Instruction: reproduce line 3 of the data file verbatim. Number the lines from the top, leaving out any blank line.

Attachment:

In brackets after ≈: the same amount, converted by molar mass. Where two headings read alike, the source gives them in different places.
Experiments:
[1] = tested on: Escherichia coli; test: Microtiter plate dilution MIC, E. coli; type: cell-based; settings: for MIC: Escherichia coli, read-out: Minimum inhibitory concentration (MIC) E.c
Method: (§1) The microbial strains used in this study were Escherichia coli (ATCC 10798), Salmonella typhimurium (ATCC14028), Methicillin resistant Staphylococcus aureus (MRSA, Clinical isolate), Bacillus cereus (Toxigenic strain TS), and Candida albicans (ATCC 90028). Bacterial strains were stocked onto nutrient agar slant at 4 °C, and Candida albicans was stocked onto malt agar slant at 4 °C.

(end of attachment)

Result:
[1] = tested on: Escherichia coli; test: Microtiter plate dilution MIC, E. coli; type: cell-based; settings: for MIC: Escherichia coli, read-out: Minimum inhibitory concentration (MIC) E.c